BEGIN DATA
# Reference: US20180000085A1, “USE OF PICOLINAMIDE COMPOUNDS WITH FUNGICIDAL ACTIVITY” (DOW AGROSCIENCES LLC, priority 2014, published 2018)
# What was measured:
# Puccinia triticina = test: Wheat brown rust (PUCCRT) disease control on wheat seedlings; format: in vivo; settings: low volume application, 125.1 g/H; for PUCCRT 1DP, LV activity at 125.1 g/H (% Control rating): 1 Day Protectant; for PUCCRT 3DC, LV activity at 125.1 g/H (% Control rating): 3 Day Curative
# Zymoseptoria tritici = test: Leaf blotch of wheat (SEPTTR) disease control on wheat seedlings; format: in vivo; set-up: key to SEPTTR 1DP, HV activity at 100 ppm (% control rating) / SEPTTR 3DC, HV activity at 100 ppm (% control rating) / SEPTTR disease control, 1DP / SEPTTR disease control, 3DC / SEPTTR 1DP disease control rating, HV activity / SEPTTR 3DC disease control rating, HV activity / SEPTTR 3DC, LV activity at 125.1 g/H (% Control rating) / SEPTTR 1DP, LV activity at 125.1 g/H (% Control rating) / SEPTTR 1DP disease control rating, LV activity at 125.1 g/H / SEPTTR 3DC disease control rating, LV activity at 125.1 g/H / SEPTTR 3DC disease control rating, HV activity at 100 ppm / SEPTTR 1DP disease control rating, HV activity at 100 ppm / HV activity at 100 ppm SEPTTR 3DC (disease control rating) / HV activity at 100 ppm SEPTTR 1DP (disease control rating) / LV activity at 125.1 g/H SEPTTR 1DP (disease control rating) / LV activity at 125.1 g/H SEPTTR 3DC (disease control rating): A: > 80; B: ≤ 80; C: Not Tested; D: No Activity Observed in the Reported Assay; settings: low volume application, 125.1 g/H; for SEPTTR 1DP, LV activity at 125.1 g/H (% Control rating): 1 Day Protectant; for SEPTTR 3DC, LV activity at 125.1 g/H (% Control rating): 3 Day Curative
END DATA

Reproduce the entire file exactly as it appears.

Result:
# Reference: US20180000085A1, “USE OF PICOLINAMIDE COMPOUNDS WITH FUNGICIDAL ACTIVITY” (DOW AGROSCIENCES LLC, priority 2014, published 2018)
# What was measured:
# Puccinia triticina = test: Wheat brown rust (PUCCRT) disease control on wheat seedlings; format: in vivo; settings: low volume application, 125.1 g/H; for PUCCRT 1DP, LV activity at 125.1 g/H (% Control rating): 1 Day Protectant; for PUCCRT 3DC, LV activity at 125.1 g/H (% Control rating): 3 Day Curative
# Zymoseptoria tritici = test: Leaf blotch of wheat (SEPTTR) disease control on wheat seedlings; format: in vivo; set-up: key to SEPTTR 1DP, HV activity at 100 ppm (% control rating) / SEPTTR 3DC, HV activity at 100 ppm (% control rating) / SEPTTR disease control, 1DP / SEPTTR disease control, 3DC / SEPTTR 1DP disease control rating, HV activity / SEPTTR 3DC disease control rating, HV activity / SEPTTR 3DC, LV activity at 125.1 g/H (% Control rating) / SEPTTR 1DP, LV activity at 125.1 g/H (% Control rating) / SEPTTR 1DP disease control rating, LV activity at 125.1 g/H / SEPTTR 3DC disease control rating, LV activity at 125.1 g/H / SEPTTR 3DC disease control rating, HV activity at 100 ppm / SEPTTR 1DP disease control rating, HV activity at 100 ppm / HV activity at 100 ppm SEPTTR 3DC (disease control rating) / HV activity at 100 ppm SEPTTR 1DP (disease control rating) / LV activity at 125.1 g/H SEPTTR 1DP (disease control rating) / LV activity at 125.1 g/H SEPTTR 3DC (disease control rating): A: > 80; B: ≤ 80; C: Not Tested; D: No Activity Observed in the Reported Assay; settings: low volume application, 125.1 g/H; for SEPTTR 1DP, LV activity at 125.1 g/H (% Control rating): 1 Day Protectant; for SEPTTR 3DC, LV activity at 125.1 g/H (% Control rating): 3 Day Curative